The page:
ISLAMABAD/KABUL (Reuters) - Senior Pakistani army, Afghan and diplomatic officials said on Thursday the Afghan Taliban had signalled they were willing to open peace talks with Kabul.
The reports raised hopes for a breakthrough in peace efforts following the withdrawal of most U.S.-led troops last year, and of a boost for Afghan President Ashraf Ghani.
The renewed push for negotiations appeared to be driven by evolving relationships between Afghanistan, Pakistan and China, which recently offered to help broker talks.
On Thursday, a senior Pakistani military official said Pakistan’s army chief, General Raheel Sharif, told Ghani during a visit this week the Taliban were willing to begin negotiations as early as March.
“They have expressed their willingness and there will be progress in March. But these things are not so quick and easy,” the official, who is close to the army chief, told Reuters on condition of anonymity.
“But there are very clear signals ... and we have communicated it to the Afghans. Now many things are with the Afghans and they are serious.”
Taliban representatives including official spokesman Zabiullah Mujahid cast doubt on the possibility of talks, saying they still opposed negotiations. The group has repeatedly said it will talk to the United States but not the Kabul government.
A senior member of the Afghan Taliban said by telephone from Qatar their negotiators would hold a first round of talks with U.S. officials in Qatar on Thursday.
But U.S. officials in Washington denied the United States was holding talks, direct or indirect, with the Taliban. A White House spokeswoman said the United States remained supportive of an Afghan-led reconciliation process in which the Taliban and the Afghan government engaged in talks.
U.S. State Department spokeswoman Jen Psaki said the United States had not held indirect talks with the Taliban since May 2014, when it worked through Qatar to free Sergeant Bowe Bergdahl. The U.S. soldier, who disappeared from his base in Afghanistan in 2009, was freed in a controversial prisoner swap for five inmates from the U.S. prison in Guantanamo Bay, Cuba.
A senior aide to Ghani, who declined to be identified, said the Afghan government had asked that talks be held in Beijing, a nod to China’s recent efforts to help broker an end to the war.
Ghani himself has not directly commented on the possibility of talks but promised transparency.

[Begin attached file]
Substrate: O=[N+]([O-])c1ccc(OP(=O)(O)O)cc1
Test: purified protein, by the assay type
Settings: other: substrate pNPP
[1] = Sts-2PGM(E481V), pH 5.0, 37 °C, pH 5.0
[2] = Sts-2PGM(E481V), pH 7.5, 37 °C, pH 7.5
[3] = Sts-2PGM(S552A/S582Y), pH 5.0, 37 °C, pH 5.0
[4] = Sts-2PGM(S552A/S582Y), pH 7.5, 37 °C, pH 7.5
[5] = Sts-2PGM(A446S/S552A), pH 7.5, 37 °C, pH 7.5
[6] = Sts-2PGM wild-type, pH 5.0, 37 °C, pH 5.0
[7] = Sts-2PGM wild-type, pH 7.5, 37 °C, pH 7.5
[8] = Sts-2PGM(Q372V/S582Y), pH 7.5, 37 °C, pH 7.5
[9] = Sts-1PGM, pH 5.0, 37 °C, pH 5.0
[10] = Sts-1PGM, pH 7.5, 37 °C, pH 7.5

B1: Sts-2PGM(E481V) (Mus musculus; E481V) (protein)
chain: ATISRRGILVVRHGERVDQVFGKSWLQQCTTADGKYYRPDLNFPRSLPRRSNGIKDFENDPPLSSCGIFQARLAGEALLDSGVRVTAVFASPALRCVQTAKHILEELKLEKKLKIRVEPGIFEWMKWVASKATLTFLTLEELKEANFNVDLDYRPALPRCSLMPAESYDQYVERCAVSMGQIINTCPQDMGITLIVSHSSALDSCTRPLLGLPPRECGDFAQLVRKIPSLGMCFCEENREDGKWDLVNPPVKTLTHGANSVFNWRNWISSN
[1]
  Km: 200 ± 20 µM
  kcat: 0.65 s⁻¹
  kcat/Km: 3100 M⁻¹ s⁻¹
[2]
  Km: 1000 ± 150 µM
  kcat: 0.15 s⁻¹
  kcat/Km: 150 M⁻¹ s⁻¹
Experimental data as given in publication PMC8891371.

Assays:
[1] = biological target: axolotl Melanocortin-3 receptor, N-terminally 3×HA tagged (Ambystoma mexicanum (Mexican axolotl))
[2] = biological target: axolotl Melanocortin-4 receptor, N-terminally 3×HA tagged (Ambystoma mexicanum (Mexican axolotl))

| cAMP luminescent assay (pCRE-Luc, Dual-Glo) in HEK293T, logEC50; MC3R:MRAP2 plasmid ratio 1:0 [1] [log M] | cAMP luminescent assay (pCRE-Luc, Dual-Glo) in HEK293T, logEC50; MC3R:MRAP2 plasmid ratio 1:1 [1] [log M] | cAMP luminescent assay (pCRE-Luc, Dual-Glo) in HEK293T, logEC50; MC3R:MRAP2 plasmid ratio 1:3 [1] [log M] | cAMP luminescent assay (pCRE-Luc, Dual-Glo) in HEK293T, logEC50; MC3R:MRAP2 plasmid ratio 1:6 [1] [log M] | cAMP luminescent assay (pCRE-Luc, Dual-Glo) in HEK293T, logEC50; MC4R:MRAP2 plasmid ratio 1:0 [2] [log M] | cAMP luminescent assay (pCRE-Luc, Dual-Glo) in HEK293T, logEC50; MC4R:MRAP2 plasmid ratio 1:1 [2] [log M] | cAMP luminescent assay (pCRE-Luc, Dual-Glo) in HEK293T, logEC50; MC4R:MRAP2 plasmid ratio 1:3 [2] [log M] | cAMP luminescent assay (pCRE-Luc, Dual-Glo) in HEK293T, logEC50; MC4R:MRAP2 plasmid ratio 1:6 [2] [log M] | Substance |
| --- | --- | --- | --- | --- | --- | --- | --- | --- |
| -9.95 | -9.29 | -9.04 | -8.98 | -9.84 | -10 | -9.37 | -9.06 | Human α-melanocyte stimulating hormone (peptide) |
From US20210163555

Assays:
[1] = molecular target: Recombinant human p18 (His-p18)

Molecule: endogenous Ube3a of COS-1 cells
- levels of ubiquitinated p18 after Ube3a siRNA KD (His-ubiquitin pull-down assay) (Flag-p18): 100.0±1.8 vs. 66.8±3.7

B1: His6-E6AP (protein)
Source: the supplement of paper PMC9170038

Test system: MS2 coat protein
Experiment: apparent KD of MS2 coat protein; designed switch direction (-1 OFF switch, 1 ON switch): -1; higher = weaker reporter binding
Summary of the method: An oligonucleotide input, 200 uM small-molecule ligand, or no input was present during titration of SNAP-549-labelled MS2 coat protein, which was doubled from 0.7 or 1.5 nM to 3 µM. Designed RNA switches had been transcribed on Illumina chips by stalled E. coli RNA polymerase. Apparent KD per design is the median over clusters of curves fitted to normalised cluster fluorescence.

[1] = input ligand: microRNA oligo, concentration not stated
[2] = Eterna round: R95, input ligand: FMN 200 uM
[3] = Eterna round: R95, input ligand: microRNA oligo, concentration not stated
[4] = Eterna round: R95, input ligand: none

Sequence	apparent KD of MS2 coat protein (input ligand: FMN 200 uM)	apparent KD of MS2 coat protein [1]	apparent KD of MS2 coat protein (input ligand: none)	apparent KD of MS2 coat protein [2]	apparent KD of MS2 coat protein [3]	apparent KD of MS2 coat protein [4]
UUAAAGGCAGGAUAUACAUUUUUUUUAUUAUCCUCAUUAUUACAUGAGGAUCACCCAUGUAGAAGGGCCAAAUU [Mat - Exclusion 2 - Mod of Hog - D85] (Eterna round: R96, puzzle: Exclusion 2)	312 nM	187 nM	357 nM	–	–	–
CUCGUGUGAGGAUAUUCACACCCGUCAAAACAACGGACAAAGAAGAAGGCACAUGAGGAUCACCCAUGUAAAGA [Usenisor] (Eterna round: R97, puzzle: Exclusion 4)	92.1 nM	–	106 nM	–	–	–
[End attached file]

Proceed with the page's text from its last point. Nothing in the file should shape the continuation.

“I will not conduct any negotiation in secret from my people,” he was quoted as saying in a statement.
A later statement said Ghani met members of Afghanistan’s High Peace Council on Thursday, quoting the president as saying: “Now there is a big opportunity for peace in the country.”
A senior diplomat in the region said that venues being considered for the talks included Islamabad, Kabul and Dubai as well as Beijing.
Exactly what might have pushed some Taliban towards talks was not clear, but the Afghan war is grinding on with no clear winner.
With the departure of most U.S. and other foreign troops, Afghan security forces are struggling to defeat the insurgency, while the Taliban have been unable to hold much territory.
The Taliban are also losing support within Pakistan, which has developed closer relations with Afghanistan since Ghani took power late last year.
Relations between Afghanistan and Pakistan have long been marred by mistrust. Islamabad has for years been close to the Taliban, as it fretted over the influence of India in Afghanistan. But Ghani has sought to improve ties.
“Afghanistan and Pakistan relations have changed dramatically since President Ghani came to office,” said Barnett Rubin, a senior fellow at the Center on International Cooperation and former U.S. State Department official.
Pakistani Senator Afrasiab Khattak, who comes from Pakistan’s Khyber Pakhtunkhwa province on the Afghan border, said Ghani’s efforts had led to a commitment by Pakistan to encourage the Taliban to talk, possibly through threatening to end their use of Pakistani soil as a refuge.
“Without sanctuaries, nobody can have sustainable fighting. Those who will talk, will talk. Those who do not agree can face co-ordinated action on both sides of the border,” Khattak said.
Ghani has also lobbied China, which is worried about the spread of militancy in its west, to use its ties with Pakistan to persuade it to press the Taliban to talk.
Pakistan, for its part, is pushing the Taliban to agree to talk in exchange for an Afghan promise to capture and hand over the leader of the Pakistani Taliban, Mullah Fazlullah, who is believed to be hiding in Afghanistan.
The Pakistani Taliban are separate from the Afghan Taliban, although they share the goal of establishing an Islamist theocracy.
The Kabul diplomat warned that any talks might hinge on the Afghan Taliban’s reclusive leader, not seen in public since 2001.
“The final decision is still upon Mullah (Mohammad) Omar ... The Taliban leadership is consulting him,” the diplomat said.
Writing by Kay Johnson; Editing by Andrew Roche and James Dalgleish